It was because of these newfound understandings that I was finally able to walk down the aisle of Trinity one day and affirm my Christian faith. It came about as a choice and not an epiphany. I didn’t fall out in church, as folks sometimes do. The questions I had didn’t magically disappear. The skeptical bent of my mind didn’t suddenly vanish. But kneeling beneath that cross on the South Side, I felt I heard God’s spirit beckoning me. I submitted myself to his will, and dedicated myself to discovering his truth and carrying out his works.

~ Barack Obama,
quoted in The Atlantic Monthly, December 2007

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Monday, January 07, 2008

Poetry As Insurgent Art

This great little book – small enough to carry in one’s back pocket, like a New Testament or the Little Red Book of Chairman Mao – is my new Manifesto.

After a lifetime, this (r)evolutionary little book – Poetry As Insurgent Art – is still a work-in-progress, Lawrence Ferlinghetti’s ars poetica, to which at age 88 he is constantly adding.

I’ve started a Facebook discussion group for all who are willing to answer Ferlinghetti’s call for “Walt Whitman’s wild children” to “awake and sing in the open air.” Come join us!

From the book:

“Poetry deconstructs power. Absolute poetry deconstructs absolutely.”

“The poet is the master ontologist, constantly questioning existence and reinventing it.”

“A poem is a shadow of a plane fleeing over the ground like a cross escaping a church.”

“Don’t slip on the banana peel of nihilism, even while listening to the roar of Nothingness.”

“Secretly liberate any being you see in a cage.”

“And if you have two loaves of bread, do as the Greeks did – sell one and with the coin of the realm buy sunflowers.”

“A sunflower maddened with light sheds the seeds of poems.”


Friday, January 04, 2008

Bear’s Best CD’s of 2007

An eclectic mix again this year, encompassing rock, alternative, Americana, jazz, classical, and the avant-garde...

13. Daniel Bernard Roumain: Etudes 4 Violin & Electronix
Classical music meets world music meets trance/electronica in this genre-bending sonic hybrid from a highly creative Haitian-American violinist and composer. Features guest performances from Philip Glass (always at the cutting edge).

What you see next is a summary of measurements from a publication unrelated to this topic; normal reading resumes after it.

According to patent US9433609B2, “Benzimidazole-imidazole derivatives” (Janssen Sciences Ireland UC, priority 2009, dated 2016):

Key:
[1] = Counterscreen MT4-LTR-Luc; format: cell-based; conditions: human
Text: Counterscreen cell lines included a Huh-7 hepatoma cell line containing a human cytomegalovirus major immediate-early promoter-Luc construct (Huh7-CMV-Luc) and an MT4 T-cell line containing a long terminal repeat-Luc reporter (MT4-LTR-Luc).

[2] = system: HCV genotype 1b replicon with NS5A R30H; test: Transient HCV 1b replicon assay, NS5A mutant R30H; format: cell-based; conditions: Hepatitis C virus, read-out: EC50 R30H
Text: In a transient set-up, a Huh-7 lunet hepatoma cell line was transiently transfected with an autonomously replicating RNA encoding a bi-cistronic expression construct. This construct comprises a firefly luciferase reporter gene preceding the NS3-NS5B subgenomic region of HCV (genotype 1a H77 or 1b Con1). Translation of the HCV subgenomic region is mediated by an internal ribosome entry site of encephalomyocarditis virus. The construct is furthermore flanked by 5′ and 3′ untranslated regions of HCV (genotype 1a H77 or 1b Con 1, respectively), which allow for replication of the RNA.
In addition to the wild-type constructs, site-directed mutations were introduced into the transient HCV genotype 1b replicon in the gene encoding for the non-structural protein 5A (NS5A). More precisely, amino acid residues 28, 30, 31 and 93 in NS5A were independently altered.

12. Beastie Boys: The Mix-Up
I don’t like rap or hip-hop, so I’ve always admired the boys (who are now in their 40’s) more for their activism and their Buddhism than for their music. This album, though, is all instrumental, and it’s an entrancing mix of jam-rock, jazz, and electric funk.

11. Arcade Fire: Neon Bible
The name of the title track comes from the “other” novel written by John Kennedy Toole (author of A Confederacy of Dunces), and this album, like Toole’s writing, is moody and brilliant. The band’s sound is sometimes described as “chamberpop.” At times this disc is a Springsteenish rock album, but then the band brings in elements like an Eastern European orchestra, pipe organ, hurdy gurdy, and a military choir. Favorite track: “Antichrist Television Blues.”

10. Andrew Bird: Armchair Apocrypha
Violin-infused alternative pop combining great music with highly creative lyrics that manage to be both whimsical and deep. How can you not like an album with song titles like “Imitosis,” “Heretics” (my favorite song on the album), and “Yawny at the Apocalypse”?

9. Golijov: Oceana, Tenebrae, Three Songs
Three diverse works by Argentine composer Osvaldo Golijov: Oceana, a Latin and jazz infused work for orchestra, three guitars, harp, and voice; Tenebrae, a haunting chamber piece performed beautifully by the Kronos Quartet; and Three Songs, sung movingly by Dawn Upshaw with the Atlanta Symphony Orchestra.

8. Ben Lee: Ripe
Catchy, high-energy alt-pop from a creative young Australian singer/songwriter. Favorite track: “Love Me Like the World is Ending.”

7. David Murray Black Saint Quartet: Sacred Ground
Sax-based jazz featuring long instrumental jams as well as two poems by Ishmael Reed, set to music and sung in appropriately sultry style by Cassandra Wilson. David Murray’s music is both contemporary – at times avant-garde – and solidly rooted in classic bebop jazz. Great music for postmodern beatniks.

6. Stile Antico: Music for Compline
A beautiful recording of liturgical choral works composed by Renaissance-era composers including Thomas Tallis, William Byrd, and John Sheppard, performed by a young British ensemble working cooperatively without a conductor. I first heard Stile Antico on NPR and fell in love with their sound, which is both intimate and transcendent.